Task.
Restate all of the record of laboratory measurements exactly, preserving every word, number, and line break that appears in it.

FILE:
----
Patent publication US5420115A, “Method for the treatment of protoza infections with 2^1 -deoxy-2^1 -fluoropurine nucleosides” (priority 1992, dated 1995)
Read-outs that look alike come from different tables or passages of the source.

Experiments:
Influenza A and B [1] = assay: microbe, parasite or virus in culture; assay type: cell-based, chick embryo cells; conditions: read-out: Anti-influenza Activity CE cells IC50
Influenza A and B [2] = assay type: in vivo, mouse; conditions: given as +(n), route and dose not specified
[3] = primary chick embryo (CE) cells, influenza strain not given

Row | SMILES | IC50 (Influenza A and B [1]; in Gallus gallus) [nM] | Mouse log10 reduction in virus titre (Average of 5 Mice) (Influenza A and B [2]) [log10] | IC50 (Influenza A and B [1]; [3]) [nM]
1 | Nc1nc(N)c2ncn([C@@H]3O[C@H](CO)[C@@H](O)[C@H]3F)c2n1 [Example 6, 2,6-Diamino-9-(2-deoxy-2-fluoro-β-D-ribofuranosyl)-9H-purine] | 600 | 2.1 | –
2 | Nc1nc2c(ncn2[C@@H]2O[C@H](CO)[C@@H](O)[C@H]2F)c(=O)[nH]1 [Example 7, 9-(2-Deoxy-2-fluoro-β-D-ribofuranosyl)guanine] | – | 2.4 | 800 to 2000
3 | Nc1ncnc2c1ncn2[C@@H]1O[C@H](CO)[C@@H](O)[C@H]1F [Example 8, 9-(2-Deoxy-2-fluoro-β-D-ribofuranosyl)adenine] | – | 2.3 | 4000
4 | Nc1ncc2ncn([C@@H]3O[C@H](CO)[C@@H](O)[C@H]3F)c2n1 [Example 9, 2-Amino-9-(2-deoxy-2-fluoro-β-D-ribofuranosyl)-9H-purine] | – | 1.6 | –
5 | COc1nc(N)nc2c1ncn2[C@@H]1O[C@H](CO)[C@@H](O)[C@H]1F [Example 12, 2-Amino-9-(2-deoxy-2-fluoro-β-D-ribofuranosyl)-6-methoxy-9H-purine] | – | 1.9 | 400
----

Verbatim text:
Patent publication US5420115A, “Method for the treatment of protoza infections with 2^1 -deoxy-2^1 -fluoropurine nucleosides” (priority 1992, dated 1995)
Read-outs that look alike come from different tables or passages of the source.

Experiments:
Influenza A and B [1] = assay: microbe, parasite or virus in culture; assay type: cell-based, chick embryo cells; conditions: read-out: Anti-influenza Activity CE cells IC50
Influenza A and B [2] = assay type: in vivo, mouse; conditions: given as +(n), route and dose not specified
[3] = primary chick embryo (CE) cells, influenza strain not given

Row | SMILES | IC50 (Influenza A and B [1]; in Gallus gallus) [nM] | Mouse log10 reduction in virus titre (Average of 5 Mice) (Influenza A and B [2]) [log10] | IC50 (Influenza A and B [1]; [3]) [nM]
1 | Nc1nc(N)c2ncn([C@@H]3O[C@H](CO)[C@@H](O)[C@H]3F)c2n1 [Example 6, 2,6-Diamino-9-(2-deoxy-2-fluoro-β-D-ribofuranosyl)-9H-purine] | 600 | 2.1 | –
2 | Nc1nc2c(ncn2[C@@H]2O[C@H](CO)[C@@H](O)[C@H]2F)c(=O)[nH]1 [Example 7, 9-(2-Deoxy-2-fluoro-β-D-ribofuranosyl)guanine] | – | 2.4 | 800 to 2000
3 | Nc1ncnc2c1ncn2[C@@H]1O[C@H](CO)[C@@H](O)[C@H]1F [Example 8, 9-(2-Deoxy-2-fluoro-β-D-ribofuranosyl)adenine] | – | 2.3 | 4000
4 | Nc1ncc2ncn([C@@H]3O[C@H](CO)[C@@H](O)[C@H]3F)c2n1 [Example 9, 2-Amino-9-(2-deoxy-2-fluoro-β-D-ribofuranosyl)-9H-purine] | – | 1.6 | –
5 | COc1nc(N)nc2c1ncn2[C@@H]1O[C@H](CO)[C@@H](O)[C@H]1F [Example 12, 2-Amino-9-(2-deoxy-2-fluoro-β-D-ribofuranosyl)-6-methoxy-9H-purine] | – | 1.9 | 400